Graduate Degree Type
This thesis locates Jean Toomer’s Cane as Modernist text operating within the context of the Great Migration, pointing out ways in which the text reflects the great sense of anxiety, upheaval, and transformation generated as many members of the African American community left the rural South and moved to urban centers in the North. I analyze various discourses and the shifting balance of power present in the text as the narrative voice awards the most value to the ideologies of the rural and spiritual through contrast with he ideologies of the urban and material. This relationship repeatedly problematizes the text’s ability to produce one clear, stable message. Instead, the text remains unsettled, and the reader finds himself questioning the conventional definitions and boundaries of various concepts, but most importantly those of identity and race.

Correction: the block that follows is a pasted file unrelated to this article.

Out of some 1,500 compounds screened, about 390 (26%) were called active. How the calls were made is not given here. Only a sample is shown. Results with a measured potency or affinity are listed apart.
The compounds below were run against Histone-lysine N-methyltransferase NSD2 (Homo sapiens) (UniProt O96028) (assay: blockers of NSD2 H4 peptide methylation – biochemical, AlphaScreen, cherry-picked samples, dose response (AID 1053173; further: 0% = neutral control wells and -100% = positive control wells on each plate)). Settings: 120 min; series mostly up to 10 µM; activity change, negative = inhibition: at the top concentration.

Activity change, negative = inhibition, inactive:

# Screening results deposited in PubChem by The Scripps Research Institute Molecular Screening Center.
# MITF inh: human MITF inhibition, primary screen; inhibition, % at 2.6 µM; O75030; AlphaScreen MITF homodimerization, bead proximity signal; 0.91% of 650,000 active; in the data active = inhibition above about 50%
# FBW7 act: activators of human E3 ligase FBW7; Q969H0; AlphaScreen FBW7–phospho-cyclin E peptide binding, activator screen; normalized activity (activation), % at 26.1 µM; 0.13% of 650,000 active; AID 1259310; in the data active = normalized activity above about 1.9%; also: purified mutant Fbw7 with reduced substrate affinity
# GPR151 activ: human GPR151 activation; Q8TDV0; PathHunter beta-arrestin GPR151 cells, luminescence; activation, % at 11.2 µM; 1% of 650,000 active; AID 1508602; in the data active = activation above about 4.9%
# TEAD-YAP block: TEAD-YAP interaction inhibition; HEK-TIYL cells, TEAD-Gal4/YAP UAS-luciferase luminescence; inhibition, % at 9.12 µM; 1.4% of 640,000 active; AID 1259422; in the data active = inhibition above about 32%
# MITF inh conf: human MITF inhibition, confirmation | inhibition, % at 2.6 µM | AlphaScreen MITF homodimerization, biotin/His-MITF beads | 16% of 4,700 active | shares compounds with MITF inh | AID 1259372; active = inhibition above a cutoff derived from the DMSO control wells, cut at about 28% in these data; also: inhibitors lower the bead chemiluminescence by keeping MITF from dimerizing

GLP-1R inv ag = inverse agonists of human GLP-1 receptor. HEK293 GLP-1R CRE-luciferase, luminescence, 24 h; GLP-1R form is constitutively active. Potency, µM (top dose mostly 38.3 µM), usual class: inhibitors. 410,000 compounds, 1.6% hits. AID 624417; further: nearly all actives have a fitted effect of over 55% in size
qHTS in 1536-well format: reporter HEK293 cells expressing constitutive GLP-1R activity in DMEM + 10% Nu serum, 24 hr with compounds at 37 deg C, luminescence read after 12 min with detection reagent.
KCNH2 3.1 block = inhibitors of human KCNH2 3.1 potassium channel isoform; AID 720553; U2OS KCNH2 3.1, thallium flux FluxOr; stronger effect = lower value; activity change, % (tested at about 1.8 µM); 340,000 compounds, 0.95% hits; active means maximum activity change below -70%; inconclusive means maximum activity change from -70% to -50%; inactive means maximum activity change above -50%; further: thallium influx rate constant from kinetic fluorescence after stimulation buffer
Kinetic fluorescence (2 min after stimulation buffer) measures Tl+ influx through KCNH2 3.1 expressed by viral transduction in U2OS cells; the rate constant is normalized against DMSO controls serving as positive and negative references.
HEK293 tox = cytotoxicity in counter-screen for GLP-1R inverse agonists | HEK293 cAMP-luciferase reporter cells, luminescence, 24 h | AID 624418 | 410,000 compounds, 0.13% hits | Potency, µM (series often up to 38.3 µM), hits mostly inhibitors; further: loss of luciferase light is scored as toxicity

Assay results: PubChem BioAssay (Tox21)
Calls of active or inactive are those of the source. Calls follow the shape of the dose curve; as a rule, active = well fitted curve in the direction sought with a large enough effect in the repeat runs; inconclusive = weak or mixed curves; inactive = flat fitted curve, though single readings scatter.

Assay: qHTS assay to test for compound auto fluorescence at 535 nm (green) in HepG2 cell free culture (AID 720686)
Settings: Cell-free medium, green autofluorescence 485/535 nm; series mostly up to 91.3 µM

Taber, Kristin, "Shifting Borders and Shaded Boundaries: Liminality, Identity, Language, and Place in Jean Toomer's Cane" (2010). Masters Theses. 694.